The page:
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Arc lengths of polar curves

  • Thread starter JOhnJDC
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Homework Statement


Find the total length of the cardioid r=a(1-cos theta)


Homework Equations



ds2=r2dtheta2+dr2

ds= integral from beta to alpha sqrt[r2 + (dr/d theta)2]dtheta

The Attempt at a Solution



dr=a(sin theta)d theta

ds2=a2(1-cos theta)2d theta2 + a2sin2theta (d theta2), which reduces to:

ds=21/2a(1-cos theta)1/2(d theta)

I'm good up to this point. My book says that the above equation for ds simplifies to:

2a|sin1/2theta|d theta

I don't see how to arrive at this simplification. Can someone please explain? Many thanks.
 

Answers and Replies

  • #2
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I have a separate, basic question related to arc lengths of polar curves. I'm trying to derive the formula ds2=r2dtheta2+dr2, which enables me to compute arc lengths of polar curves by integration, from the rectangular equation for the differential element of arc length, namely ds2=dx2 + dy2.

I know that I need to use the transformation equations:

x=r cos theta and y= r sin theta

My book says that I need to differentiate with respect to theta using the product rule to obtain:

dx/dtheta = -r sin theta + cos theta dr/dtheta

When I differentiate, I get dx/dtheta = -r sin theta. I'm not sure how the product rule fits in, which I presume is where does the second half come from (+ cos theta dr/dtheta). I think I'm missing something basic here.
 
  • #3
Dick
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It's a trig trick. 1-cos(theta)=2*cos^2(theta/2). Half angle formula.
 
  • #4
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It's a trig trick. 1-cos(theta)=2*cos^2(theta/2). Half angle formula.
I'm not so strong in trig, but did you mean to say 1-cos(theta)=2*sin2theta/2?

If 1-cos2theta = 2sin2theta, then
1-cos theta = 2sin2theta/2 because we halved the angle cos2theta on the left side?
 
  • #5
Dick
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I'm not so strong in trig, but did you mean to say 1-cos(theta)=2*sin2theta/2?

If 1-cos2theta = 2sin2theta, then
1-cos theta = 2sin2theta/2 because we halved the angle cos2theta on the left side?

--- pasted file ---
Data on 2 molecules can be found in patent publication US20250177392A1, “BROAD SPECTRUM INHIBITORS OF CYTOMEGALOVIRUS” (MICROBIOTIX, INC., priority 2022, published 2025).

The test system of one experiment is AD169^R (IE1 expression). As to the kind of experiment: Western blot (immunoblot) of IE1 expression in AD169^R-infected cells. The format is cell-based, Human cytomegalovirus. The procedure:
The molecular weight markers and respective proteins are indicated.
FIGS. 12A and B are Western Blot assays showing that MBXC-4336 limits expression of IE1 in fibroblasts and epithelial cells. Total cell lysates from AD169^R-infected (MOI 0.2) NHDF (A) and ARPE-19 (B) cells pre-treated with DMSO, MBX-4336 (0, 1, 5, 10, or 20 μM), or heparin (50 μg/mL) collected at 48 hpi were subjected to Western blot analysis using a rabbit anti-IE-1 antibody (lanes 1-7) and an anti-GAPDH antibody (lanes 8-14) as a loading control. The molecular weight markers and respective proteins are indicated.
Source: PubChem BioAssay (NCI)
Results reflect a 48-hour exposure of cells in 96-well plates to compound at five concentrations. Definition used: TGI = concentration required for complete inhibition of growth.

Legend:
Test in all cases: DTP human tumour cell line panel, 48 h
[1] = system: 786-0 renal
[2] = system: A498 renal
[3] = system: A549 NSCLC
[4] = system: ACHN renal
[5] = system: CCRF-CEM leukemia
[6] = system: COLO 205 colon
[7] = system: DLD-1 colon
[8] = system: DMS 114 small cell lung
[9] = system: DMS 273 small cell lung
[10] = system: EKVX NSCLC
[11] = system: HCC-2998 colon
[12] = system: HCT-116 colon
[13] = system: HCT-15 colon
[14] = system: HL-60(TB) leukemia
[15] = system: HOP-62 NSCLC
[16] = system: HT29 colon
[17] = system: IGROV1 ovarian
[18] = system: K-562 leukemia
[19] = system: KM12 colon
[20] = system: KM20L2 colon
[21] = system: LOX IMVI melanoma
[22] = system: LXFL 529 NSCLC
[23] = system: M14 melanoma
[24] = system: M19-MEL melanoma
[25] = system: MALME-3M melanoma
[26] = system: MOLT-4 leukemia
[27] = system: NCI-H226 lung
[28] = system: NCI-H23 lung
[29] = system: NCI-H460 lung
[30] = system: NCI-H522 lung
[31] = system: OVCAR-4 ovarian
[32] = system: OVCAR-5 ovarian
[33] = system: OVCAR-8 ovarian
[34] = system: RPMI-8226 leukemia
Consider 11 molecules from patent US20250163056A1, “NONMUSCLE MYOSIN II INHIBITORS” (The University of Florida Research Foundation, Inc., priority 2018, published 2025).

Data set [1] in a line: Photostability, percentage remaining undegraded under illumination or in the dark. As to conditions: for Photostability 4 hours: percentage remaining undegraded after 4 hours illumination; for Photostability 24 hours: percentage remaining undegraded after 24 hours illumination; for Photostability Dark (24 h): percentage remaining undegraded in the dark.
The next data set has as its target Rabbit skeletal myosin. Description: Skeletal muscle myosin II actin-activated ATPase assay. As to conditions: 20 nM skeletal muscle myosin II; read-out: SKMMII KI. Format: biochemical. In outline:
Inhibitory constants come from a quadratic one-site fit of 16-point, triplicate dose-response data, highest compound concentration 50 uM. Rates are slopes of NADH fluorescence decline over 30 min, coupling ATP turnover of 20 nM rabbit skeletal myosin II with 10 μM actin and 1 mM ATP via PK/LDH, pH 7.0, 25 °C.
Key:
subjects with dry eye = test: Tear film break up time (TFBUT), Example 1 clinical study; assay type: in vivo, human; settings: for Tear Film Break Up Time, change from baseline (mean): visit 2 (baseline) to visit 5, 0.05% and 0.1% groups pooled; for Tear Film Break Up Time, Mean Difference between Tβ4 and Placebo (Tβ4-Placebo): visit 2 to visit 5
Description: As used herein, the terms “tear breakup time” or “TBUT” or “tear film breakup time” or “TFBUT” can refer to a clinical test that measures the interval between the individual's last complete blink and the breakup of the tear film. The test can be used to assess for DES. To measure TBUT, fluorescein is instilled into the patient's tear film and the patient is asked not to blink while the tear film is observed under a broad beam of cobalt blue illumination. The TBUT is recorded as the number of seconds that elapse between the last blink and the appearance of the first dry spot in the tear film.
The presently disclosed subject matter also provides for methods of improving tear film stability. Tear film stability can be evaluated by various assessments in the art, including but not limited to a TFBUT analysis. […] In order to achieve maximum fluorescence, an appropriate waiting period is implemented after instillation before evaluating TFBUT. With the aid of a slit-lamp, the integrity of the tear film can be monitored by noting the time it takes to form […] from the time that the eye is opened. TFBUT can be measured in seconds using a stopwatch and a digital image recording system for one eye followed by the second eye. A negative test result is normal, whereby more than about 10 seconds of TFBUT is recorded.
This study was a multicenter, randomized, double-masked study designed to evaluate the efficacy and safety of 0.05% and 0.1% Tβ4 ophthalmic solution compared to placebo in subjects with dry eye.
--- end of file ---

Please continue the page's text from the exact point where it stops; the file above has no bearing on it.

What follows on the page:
Sure. Sorry. That's what I meant to say. Must be getting late.
 
  • #6
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Thanks, Dick.

Any ideas on my proof question from above (my 2nd post)?
 
  • #7
Dick
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I have a separate, basic question related to arc lengths of polar curves. I'm trying to derive the formula ds2=r2dtheta2+dr2, which enables me to compute arc lengths of polar curves by integration, from the rectangular equation for the differential element of arc length, namely ds2=dx2 + dy2.

I know that I need to use the transformation equations:

x=r cos theta and y= r sin theta

My book says that I need to differentiate with respect to theta using the product rule to obtain:

dx/dtheta = -r sin theta + cos theta dr/dtheta

When I differentiate, I get dx/dtheta = -r sin theta. I'm not sure how the product rule fits in, which I presume is where does the second half come from (+ cos theta dr/dtheta). I think I'm missing something basic here.
I would use the product rule on the differentials. dx=d(r*cos(t))=dr*cos(t)+r*d(cos(t))=dr*cos(t)-r*sin(t)dt. Do the same with dy and evaluate dx^2+dy^2.
 
  • #8
Dick
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Thanks, Dick.

Any ideas on my proof question from above (my 2nd post)?
I would use the product rule on the differentials. dx=d(r*cos(t))=dr*cos(t)+r*d(cos(t))=dr*cos(t)-r*sin(t)dt. Do the same with dy and evaluate dx^2+dy^2.
 

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